“I was really lucky in that my parents definitely didn’t seem to have any kind of rules about what I couldn’t read.” With that, Neil Gaiman — CBLDF Advisory Board co-president and longtime supporter of our fight for the right to read — kicked off an excellent interview with The Guardian‘s Frances Myatt about reading, censorship, and more.
Gaiman, a bestselling author whose books and comics have been a frequent target of censors, had the advantage of having parents who didn’t restrain his voracious reading, and he seems to have suffered no ill effects. He tells Myatt:
I definitely haven’t been traumatised for life and I’m not entirely sure if the subversive element made things enjoyable. Except possibly in Chaucer and The Bible, where you’re actually discovering murder and masturbation – and you’re going “this is cool, this is subversive, because it’s the stuff they want us to read and they seem to have forgotten that it’s filled with stuff that they don’t want us to read.”
Gaiman also spoke to something that’s a bit of a refrain here at CBLDF: the reason comics are such easy targets for would-be censors:
Because they have pictures and because pictures are easy to ban; pictures can be devoid of context. It’s hard to upset people with just prose these days because you actually have to read it and you have to think about it and you have to understand it. It’s slightly easier to upset people with movies. But it’s really easy to upset them with comics and graphic novels because – just because there are pictures.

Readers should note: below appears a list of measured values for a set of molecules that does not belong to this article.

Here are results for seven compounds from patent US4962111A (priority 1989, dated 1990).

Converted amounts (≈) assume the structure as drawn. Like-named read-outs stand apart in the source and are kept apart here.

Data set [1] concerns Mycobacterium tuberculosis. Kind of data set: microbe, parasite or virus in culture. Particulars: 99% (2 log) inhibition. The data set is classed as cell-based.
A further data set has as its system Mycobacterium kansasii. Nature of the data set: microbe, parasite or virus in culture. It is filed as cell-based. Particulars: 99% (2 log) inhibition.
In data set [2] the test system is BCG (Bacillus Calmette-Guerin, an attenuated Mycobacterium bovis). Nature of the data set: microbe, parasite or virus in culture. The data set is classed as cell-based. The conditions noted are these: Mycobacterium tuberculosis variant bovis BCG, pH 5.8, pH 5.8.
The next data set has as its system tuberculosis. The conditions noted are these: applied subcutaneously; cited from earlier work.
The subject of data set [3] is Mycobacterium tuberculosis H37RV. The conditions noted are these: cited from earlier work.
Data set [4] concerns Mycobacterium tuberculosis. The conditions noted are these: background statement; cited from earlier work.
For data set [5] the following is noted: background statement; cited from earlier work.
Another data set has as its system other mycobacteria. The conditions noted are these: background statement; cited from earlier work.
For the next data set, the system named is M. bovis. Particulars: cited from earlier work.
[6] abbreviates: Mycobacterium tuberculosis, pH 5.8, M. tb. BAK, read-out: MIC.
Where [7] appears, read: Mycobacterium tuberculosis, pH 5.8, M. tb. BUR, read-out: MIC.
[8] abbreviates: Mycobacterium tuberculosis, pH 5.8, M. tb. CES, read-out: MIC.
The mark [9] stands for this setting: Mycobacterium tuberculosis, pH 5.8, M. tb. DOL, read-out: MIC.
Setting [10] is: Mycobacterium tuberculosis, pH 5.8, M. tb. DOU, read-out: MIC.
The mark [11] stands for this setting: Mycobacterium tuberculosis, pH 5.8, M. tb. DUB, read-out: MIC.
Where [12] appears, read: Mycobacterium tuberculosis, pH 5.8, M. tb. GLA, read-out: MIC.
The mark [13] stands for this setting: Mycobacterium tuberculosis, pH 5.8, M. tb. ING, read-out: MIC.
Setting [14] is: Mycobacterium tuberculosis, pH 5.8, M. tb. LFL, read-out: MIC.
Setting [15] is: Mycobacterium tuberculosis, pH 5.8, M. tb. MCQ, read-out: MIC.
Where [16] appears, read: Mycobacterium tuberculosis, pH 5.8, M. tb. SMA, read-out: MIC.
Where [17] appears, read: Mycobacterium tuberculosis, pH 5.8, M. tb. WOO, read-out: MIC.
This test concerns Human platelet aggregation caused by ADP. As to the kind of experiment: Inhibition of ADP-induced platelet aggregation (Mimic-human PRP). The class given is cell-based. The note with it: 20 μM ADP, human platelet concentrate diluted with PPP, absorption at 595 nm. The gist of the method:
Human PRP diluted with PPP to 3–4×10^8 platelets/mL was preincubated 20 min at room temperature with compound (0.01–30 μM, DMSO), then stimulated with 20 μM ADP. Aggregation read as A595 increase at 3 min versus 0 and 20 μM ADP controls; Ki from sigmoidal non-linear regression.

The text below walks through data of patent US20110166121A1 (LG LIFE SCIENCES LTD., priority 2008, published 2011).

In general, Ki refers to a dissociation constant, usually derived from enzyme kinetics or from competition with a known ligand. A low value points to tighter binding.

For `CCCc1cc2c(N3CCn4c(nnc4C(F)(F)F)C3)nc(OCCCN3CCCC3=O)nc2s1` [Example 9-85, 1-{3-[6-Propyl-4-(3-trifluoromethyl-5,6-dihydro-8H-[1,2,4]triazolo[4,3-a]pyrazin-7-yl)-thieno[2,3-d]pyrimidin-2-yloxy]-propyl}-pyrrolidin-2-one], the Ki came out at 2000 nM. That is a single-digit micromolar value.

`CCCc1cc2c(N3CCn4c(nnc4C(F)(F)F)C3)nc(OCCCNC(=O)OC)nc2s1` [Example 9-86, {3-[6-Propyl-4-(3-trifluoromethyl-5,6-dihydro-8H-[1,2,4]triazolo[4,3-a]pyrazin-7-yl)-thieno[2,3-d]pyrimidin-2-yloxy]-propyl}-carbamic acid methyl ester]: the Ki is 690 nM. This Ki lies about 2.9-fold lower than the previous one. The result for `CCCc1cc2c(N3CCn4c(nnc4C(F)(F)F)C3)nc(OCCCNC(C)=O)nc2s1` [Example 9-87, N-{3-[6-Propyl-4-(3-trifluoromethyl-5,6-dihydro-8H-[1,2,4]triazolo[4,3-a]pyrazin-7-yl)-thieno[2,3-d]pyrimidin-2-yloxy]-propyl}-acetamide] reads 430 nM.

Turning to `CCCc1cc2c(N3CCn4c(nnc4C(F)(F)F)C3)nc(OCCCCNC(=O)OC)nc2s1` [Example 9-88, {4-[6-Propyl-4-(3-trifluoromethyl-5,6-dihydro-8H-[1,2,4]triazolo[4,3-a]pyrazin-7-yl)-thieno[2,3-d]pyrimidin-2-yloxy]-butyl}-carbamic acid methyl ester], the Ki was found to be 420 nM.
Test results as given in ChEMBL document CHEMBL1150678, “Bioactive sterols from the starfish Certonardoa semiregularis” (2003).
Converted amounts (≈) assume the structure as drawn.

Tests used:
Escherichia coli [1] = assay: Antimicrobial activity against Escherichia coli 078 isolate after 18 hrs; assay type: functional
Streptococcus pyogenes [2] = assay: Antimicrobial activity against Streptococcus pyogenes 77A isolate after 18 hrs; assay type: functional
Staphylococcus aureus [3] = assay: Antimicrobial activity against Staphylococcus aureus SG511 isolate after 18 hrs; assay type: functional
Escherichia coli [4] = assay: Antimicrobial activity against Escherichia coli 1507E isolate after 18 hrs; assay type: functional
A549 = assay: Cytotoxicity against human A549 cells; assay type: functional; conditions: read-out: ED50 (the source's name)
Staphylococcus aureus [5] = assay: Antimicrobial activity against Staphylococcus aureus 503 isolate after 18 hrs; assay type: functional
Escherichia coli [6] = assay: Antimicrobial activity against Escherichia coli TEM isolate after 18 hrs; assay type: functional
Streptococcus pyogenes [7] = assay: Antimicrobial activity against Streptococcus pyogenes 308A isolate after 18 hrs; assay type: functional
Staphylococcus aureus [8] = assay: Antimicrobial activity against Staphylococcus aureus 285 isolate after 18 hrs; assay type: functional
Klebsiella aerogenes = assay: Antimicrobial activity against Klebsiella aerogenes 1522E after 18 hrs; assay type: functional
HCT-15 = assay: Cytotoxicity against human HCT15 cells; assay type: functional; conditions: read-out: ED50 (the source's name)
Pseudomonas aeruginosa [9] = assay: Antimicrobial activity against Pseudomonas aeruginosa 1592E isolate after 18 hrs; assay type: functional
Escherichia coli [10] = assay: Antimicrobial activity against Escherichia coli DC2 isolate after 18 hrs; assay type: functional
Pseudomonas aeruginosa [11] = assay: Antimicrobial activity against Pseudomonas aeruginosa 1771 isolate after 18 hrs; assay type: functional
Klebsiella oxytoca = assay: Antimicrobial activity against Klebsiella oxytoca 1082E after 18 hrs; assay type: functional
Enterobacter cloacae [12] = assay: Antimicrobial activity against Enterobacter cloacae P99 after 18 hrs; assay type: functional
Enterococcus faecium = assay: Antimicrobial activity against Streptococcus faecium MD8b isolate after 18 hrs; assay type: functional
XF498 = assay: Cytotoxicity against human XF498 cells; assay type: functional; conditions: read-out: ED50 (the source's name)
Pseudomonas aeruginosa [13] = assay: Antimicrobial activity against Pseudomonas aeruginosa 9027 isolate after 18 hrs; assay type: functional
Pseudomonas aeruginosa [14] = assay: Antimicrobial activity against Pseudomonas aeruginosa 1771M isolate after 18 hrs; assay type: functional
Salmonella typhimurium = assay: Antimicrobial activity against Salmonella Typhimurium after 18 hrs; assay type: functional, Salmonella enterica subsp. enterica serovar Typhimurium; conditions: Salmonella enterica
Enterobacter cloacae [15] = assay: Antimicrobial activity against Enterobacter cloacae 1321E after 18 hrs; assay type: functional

Gaiman conjured the recent controversy over Duke University’s selection of Alison Bechdel’s Fun Home for an optional summer reading program. An incoming freshman, Brian Grasso, recently said that he would not be reading Fun Home “because of the graphic visual depictions of sexuality,” adding that he “would have to compromise my personal Christian moral beliefs to read it.” In tying this attitude to why images make comics so vulnerable to attack, Gaiman says:
Partly, I think people automatically equate pictures with things for children and partly you get the kind of nonsense that happened this week, when a student at Duke University declined publicly and noisily to read Fun Home by Alison Bechdel — and he said he probably would have been able to read it if it was a novel — but the pornographic drawings would incite lust in his heart and thus he would be sent to hell. And you’re going, “well actually, if you read the book, there is no porn in this and it’s not what you think it is and if you read it, you would learn and you would be challenged and you would go to new places and I hope that maybe you’ll read a bunch of prose and grow up a bit. Grow up enough to be allowed to read comics.”
When asked about including controversial material in his work and whether he ever intentionally did so, Gaiman discussed The Graveyard Book, which CBLDF defended against challenges earlier this year: